Nursery Rhymes

Medieval Feast

Medieval life and Times

Medieval Feast
We have all heard about the extravagant feasts of the Medieval era. A menu for a feast of the wealthy was extensive, but only small portions were taken. Social etiquette  dictated that an extensive choice of foods should be made available at a Medieval feast. A  change in society had  emerged during the Medieval era when travel, prompted by the Crusades, led to a new and unprecedented interest in beautiful objects and elegant manners.

This cultural change extended to food preparation and presentation resulting in fabulous food arrangements with exotic colors and flavorings - especially when preparing a Medieval feast which was fit for a king.

Serving the Medieval Feast
Serving the Medieval Feast took careful planning, hard work and organisation:

  • The different foods required for the Medieval feast were usually entrusted to the squires of the kitchen, and were chosen, purchased, and paid for by one or more of these officials, assisted by the cooks
  • The dishes for the feast were prepared by the cooks and were placed by the esquires on dressers in the kitchen
  • At the start of the Medieval feast the food was carried to the tables in the Great Hall of the castle
  • The Great Table was set on a dais which was strictly reserved for the persons of distinction
  • Guests were shown to their seats after washing their hands at the entrance of the Great Hall
  • Buffets - these were a series of wooden planks with a number of stepped shelves. The number of shelves indicated rank - the more shelves the higher the rank
  • 'Stepped Buffets' were covered with rich drapes and assembled for use at the Medieval Feast
  • The finest plates of gold or silver were displayed on the 'Buffet' and servants served from them
  • The Medieval feast consisted of three, four, five, and even six courses
  • The main courses were sometimes made to imitate a sort of theatrical representation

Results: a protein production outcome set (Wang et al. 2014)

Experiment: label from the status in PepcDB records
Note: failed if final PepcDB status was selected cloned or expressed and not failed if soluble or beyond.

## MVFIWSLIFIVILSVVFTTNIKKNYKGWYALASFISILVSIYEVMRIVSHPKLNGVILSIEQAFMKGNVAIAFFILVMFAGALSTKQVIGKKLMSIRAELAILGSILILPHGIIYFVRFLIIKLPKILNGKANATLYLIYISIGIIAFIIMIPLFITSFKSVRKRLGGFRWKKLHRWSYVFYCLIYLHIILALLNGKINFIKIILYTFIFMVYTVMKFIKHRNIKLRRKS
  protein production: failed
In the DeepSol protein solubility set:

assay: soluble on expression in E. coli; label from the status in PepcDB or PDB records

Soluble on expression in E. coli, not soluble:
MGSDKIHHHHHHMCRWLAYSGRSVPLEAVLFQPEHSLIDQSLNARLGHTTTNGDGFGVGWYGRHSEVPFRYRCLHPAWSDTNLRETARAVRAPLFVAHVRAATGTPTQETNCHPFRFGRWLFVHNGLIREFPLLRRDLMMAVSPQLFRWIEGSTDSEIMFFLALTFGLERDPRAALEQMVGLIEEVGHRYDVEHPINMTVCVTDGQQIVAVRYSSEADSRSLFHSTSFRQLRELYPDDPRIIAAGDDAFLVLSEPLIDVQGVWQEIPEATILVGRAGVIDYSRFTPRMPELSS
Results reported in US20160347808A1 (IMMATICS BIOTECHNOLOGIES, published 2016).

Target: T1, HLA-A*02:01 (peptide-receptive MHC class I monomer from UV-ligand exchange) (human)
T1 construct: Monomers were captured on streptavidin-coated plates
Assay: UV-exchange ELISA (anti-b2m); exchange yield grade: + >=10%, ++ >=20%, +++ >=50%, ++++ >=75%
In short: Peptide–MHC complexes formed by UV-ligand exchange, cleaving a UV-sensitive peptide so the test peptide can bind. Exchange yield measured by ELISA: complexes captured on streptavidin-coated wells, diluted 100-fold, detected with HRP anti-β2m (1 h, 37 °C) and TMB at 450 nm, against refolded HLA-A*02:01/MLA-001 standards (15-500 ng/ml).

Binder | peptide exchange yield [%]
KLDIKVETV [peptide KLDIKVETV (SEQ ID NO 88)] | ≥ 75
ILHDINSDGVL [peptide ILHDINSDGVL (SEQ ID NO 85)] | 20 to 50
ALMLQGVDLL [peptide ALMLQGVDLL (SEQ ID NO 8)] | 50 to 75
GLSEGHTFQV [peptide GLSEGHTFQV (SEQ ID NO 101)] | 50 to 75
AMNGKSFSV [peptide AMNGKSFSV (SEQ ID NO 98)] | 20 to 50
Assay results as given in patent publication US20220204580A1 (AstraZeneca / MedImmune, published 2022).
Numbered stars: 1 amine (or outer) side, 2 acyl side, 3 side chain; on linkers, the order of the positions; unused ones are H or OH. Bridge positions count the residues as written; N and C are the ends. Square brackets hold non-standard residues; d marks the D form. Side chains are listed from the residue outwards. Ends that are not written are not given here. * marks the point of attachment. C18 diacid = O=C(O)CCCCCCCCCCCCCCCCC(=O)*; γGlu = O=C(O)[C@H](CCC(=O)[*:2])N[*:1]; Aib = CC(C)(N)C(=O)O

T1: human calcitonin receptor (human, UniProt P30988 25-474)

• Coloured jellies of swans, of peacocks, or of pheasants adorned with their feathers, having the beak and feet gilt, were served as a speciality and placed on the middle of the table on a sort of pedestal

French Medieval Feast
The historian of French cookery, Legrand d'Aussy, describes a great feast given in 1455 by the Count of Anjou, the third son of King Louis II of Sicily. This description illustrates the theatrical representation of the Medieval feast:

  • On the table was placed a centre-piece, which represented a green lawn, surrounded with large peacocks' feathers and green branches, to which were tied violets and other sweet-smelling flowers
  • In the middle of this lawn a fortress was placed, covered with silver
  • The fortress was hollow, and formed a sort of cage, in which several live birds were shut up, their tufts and feet being gilt
  • On its tower, which was gilt, three banners were placed
  • The first course consisted of a civet of hare, a quarter of stag which had been a night in salt, a stuffed chicken, and a loin of veal
  • The two last dishes were covered with a German sauce, with gilt sugar-plums, and pomegranate seeds
  • At each end, outside the green lawn, was an enormous pie, surmounted with smaller pies, which formed a crown. The crust of the large pies were silvered all round and gilt at the top. Each pie contained a whole roe-deer, a gosling, three capons, six chickens, ten pigeons, one young rabbit, and, no doubt to serve as seasoning or stuffing, a minced loin of veal, two pounds of fat, and twenty-six hard-boiled eggs, covered with saffron and flavoured with cloves
  • For the three following courses of the feast there was a roe-deer, a pig, a sturgeon cooked in parsley and vinegar, and covered with powdered ginger
  • A kid goat, two goslings, twelve chickens, as many pigeons, six young rabbits, two herons, a leveret, a fat capon stuffed, four chickens covered with yolks of eggs and sprinkled with spice, a wild boar, some wafers and stars
  • A jelly, part white and part red, representing the crests of the honored guests
  • Cream covered with fennel seeds and preserved in sugar
  • A white cream, cheese in slices, and strawberries
  • And, lastly, plums stewed in rose-water
  • Besides these four courses, there was a fifth, entirely composed of the prepared wines then in vogue, and of preserves. These consisted of fruits and various sweet pastries
  • It was indeed a Medieval feast which was fit for a king
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